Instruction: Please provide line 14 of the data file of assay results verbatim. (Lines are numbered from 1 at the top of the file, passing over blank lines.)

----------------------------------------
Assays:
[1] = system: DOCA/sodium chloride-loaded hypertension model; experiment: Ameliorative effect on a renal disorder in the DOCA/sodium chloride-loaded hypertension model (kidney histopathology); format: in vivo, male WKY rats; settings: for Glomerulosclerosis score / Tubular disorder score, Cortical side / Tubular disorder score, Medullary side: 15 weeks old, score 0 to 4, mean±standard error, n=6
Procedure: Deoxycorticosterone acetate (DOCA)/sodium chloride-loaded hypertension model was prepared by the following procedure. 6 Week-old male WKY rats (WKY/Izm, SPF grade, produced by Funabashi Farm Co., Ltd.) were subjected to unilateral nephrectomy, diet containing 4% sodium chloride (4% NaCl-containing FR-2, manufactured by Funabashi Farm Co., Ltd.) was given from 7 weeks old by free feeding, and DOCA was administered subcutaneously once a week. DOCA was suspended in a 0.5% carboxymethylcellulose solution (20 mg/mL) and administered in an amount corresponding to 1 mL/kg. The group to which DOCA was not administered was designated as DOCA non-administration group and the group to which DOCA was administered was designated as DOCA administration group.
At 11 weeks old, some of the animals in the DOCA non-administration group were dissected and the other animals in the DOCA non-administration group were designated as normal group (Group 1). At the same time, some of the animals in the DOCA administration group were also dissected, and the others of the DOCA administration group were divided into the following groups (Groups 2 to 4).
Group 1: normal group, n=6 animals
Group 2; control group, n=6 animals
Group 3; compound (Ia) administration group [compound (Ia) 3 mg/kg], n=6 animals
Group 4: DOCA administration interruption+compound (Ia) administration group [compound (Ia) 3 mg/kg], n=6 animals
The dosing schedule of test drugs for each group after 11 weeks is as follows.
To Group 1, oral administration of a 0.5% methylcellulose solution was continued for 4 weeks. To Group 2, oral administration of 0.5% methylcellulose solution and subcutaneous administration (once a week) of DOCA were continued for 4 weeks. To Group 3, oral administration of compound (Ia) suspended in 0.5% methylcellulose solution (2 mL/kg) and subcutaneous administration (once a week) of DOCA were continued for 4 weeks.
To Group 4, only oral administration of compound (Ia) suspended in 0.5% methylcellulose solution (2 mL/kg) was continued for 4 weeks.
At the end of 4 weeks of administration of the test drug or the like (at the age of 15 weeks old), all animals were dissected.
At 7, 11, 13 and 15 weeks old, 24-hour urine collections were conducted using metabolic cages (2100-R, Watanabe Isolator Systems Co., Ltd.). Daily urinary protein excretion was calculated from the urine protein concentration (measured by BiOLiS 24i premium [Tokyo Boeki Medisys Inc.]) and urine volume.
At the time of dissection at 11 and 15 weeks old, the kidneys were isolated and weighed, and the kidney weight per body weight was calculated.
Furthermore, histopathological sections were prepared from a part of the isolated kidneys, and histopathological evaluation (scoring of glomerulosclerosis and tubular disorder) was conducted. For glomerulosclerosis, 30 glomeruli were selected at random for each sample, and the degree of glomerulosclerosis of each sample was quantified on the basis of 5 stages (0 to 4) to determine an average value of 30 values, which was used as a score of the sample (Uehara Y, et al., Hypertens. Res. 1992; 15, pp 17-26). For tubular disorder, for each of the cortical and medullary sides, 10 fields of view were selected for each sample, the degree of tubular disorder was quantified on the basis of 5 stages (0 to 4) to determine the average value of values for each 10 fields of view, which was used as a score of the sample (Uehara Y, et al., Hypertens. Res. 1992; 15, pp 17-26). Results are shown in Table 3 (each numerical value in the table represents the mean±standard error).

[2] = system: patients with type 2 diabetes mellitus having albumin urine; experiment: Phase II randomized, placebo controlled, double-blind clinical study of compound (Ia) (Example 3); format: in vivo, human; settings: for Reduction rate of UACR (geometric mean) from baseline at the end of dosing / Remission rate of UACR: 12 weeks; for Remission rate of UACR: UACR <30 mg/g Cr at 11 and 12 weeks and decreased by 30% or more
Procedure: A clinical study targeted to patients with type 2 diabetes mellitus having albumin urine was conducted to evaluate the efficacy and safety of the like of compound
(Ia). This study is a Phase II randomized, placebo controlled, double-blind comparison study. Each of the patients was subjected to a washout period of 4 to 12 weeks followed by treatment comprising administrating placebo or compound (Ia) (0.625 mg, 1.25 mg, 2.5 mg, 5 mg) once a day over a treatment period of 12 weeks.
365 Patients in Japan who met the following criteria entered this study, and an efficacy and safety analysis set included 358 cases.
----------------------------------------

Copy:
At the time of dissection at 11 and 15 weeks old, the kidneys were isolated and weighed, and the kidney weight per body weight was calculated.